As we learned in graduate school, the primary goal of any organization—above profitability and customer satisfaction—is survival. Over the past three years, 304 banks have failed. This number is especially stunning when compared to the previous eight years, when only 27 banks failed. In proportional numbers, these last three years resulted in more than 100 failures per year versus fewer than four per year in the previous eight years—a 25-fold increase in the failure rate. These numbers exclude the large banks that were bailed out by TARP. Clearly, this recent trend is a threatening storm cloud for many of the remaining banks. Breaking the recent failures down by asset size, we see the following:

  • 245 banks with less than $1 billion in assets (a 3.3% failure rate)
  • 50 banks between $1 and $10 billion in assets (an 8.2% failure rate)
  • 8 banks between $10 and $50 billion (a 10.4% failure rate)
  • 1 bank over $50 billion (a 2.7% failure rate)

I’ll leave it up to others to dissect the exact causes, but the most common underlying root causes for the failures have been bad loans and significant missteps by bank management.
Some questions that begin to arise from this stark reality are: “How many more banks are on the failure bubble, and what actions can bank management take to survive?” To answer the first question, one can analyze the $1 to $10 billion asset segment. Currently, there are 558 active banks and savings associations in this category; whereas three years ago, there were approximately 608. Two telling statistics of the failed banks in this asset category are the changes to their net charge-offs (NCO) and efficiency ratio (ER) over the few years preceding their demise. These changes are especially revealing when the banks are compared to their peer group. Looking at year-end data two years prior to a bank failing, the NCO and ER numbers tend to resemble those of healthy banks. However, the year-end data one year back begins to show a large gap between the ailing banks and their healthy peers. What this tells us is that a bank can look healthy one year but slide downhill quickly the next. Loans are charged off in growing numbers, and the ratio between income and expenses deteriorates rapidly.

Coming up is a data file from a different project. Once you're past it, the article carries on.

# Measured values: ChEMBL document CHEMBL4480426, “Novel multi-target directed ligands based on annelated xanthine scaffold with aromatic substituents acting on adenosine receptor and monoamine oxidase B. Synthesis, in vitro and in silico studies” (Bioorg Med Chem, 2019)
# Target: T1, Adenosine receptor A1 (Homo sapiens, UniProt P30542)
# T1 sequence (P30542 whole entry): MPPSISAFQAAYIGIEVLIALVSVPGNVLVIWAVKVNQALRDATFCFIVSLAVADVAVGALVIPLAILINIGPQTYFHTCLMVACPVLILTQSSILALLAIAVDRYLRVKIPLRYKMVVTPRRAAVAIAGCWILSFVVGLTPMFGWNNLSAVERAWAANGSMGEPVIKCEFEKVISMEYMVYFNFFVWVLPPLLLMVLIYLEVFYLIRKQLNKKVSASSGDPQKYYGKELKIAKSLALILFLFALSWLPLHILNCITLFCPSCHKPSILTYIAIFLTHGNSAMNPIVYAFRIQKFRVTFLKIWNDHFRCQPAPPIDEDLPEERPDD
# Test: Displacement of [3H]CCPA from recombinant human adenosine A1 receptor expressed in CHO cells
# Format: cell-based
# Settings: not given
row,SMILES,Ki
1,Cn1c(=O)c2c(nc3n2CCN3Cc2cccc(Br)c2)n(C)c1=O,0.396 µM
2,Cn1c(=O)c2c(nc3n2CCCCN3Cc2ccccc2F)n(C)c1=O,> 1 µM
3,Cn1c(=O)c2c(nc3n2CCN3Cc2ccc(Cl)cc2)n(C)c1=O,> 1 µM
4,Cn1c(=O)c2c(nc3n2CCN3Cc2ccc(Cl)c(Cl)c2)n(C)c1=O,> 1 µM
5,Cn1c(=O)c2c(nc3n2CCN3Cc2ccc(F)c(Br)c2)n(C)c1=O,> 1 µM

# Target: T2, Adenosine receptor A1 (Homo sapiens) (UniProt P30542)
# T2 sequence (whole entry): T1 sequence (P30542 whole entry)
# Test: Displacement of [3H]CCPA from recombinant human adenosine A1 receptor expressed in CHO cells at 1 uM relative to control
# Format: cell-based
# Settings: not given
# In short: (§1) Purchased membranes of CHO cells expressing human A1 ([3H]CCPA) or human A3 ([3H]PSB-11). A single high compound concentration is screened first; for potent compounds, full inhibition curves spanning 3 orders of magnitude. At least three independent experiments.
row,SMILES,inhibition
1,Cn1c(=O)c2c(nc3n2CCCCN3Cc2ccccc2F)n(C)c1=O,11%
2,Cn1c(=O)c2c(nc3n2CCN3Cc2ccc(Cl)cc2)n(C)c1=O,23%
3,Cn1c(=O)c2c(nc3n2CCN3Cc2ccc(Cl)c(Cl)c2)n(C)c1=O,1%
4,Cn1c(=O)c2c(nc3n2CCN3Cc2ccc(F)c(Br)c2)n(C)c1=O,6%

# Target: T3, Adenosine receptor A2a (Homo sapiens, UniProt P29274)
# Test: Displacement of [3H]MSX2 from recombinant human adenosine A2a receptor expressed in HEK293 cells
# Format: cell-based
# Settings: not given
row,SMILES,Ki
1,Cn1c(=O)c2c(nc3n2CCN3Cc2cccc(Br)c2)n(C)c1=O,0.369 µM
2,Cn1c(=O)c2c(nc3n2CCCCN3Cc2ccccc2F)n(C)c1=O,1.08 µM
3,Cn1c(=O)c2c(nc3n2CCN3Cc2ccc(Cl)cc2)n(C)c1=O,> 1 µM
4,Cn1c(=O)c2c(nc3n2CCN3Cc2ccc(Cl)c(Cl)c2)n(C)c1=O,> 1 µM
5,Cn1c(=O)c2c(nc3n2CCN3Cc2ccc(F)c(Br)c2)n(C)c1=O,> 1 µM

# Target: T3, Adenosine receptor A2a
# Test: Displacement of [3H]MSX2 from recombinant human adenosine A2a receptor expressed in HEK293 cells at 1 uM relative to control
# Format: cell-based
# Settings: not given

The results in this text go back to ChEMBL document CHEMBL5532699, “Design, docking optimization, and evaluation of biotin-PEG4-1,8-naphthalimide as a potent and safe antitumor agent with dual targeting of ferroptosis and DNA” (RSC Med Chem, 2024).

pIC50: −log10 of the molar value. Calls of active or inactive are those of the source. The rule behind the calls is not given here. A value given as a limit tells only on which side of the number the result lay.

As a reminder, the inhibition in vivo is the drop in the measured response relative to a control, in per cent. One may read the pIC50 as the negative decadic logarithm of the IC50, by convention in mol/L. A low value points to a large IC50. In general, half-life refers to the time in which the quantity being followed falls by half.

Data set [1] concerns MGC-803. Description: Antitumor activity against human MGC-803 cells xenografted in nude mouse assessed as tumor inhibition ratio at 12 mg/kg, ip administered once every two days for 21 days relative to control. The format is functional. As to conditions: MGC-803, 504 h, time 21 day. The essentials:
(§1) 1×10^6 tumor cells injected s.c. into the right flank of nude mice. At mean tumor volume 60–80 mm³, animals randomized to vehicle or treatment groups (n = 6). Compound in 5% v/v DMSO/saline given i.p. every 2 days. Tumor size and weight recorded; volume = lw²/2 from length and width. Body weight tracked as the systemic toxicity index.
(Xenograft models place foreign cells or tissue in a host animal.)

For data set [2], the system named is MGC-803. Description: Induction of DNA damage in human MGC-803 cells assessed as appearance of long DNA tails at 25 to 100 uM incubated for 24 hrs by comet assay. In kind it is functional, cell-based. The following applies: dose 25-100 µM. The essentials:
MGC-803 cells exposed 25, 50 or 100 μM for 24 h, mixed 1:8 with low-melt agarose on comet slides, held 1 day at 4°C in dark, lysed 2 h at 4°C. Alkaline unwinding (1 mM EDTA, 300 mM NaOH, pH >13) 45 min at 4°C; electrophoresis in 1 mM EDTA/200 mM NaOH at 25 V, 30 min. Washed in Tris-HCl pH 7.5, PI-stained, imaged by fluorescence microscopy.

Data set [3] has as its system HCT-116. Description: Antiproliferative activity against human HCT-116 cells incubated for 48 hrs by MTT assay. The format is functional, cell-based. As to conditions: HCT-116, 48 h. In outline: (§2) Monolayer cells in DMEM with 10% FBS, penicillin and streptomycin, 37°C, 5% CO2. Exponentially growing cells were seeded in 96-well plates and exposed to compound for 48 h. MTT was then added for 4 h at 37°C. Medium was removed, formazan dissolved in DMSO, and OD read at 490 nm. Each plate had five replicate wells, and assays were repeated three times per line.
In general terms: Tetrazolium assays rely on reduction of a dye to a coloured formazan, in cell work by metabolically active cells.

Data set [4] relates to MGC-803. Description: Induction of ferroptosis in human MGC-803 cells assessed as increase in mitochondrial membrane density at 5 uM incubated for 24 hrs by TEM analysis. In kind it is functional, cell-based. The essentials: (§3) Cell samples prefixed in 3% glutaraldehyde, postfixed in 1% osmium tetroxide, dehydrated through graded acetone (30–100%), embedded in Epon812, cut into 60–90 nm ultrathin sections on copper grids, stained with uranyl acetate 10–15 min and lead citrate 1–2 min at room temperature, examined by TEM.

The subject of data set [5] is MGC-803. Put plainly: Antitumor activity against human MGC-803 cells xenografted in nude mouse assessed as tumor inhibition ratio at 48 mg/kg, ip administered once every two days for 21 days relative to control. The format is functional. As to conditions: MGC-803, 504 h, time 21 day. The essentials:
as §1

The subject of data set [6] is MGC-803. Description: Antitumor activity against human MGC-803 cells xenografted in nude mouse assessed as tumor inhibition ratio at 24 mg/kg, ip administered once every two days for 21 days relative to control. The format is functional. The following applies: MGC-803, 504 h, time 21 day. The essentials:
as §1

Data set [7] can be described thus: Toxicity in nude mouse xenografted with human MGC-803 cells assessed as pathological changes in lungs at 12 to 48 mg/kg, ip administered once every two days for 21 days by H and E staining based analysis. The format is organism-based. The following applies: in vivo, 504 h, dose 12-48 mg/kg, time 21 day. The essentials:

Recent history also shows that the vast majority of banks in this $1 to $10 billion asset category that have continued to survive have maintained an ER at or below 62% (note that the ER of the top quartile of banks is 51%). Obviously, the lower the ER, the better shape a bank will be in, but any bank with an ER over 70% is beginning to slip into an unhealthy situation.

Using June 2010 data, more than 180 organizations—35% of banks, thrifts, and savings associations in the $1 to $10 billion asset class—have an ER ratio of 70% and are in the survival danger zone. This provides some insight into our first question about how many banks are on the failure bubble. Having this many banks in the survival danger zone is a risky situation for both the banks and the financial industry.

So, what are some survival strategies for these banks? Clearly, an aggressive work-out plan to minimize the effect of bad loans is a top priority. Fortifying the collection department and being flexible with repayment terms is one strategy. Improving the ER is a companion strategy that also should be addressed. For an $8 to $9 billion bank to drop its ER from 70% to 60% requires some combination of increasing income and reducing expenses. Because increasing income traditionally requires a longer timeline than reducing expenses, expense reduction is the most reasonable option if organizational survival is at stake when time is of the essence.

When organizations get into the survival mode and choose the expense reduction route, they usually focus on across-the-board actions, such as cutting everything by 15%. In the short run, that action is harmful to everyone—employees, customers, and taxpayers (through the loss of jobs). It punishes those managers and employees who have tried to keep expenses in line with work needs and rewards almost no one.

Surgical cost cutting, on the other hand, requires strategic information about where the best opportunities lie for reducing expenses without placing undue hardship on employee workload. With high-quality information, some parts of an organization can be cut by 20%, while other parts can keep their current cost structure. This strategic information can be obtained by using comparative peer data, such as that in the Bank Performance Study that Nolan does each year. (Find out more at

Survival is the primary goal of every organization, and surviving means having a chance to be profitable again. Surviving also provides management with the opportunity to resolve to never again get in the same financial bind and to take actions to do a much better job running the company.

Look for Part II - "Thriving" in next quarter's Nolan newsletter.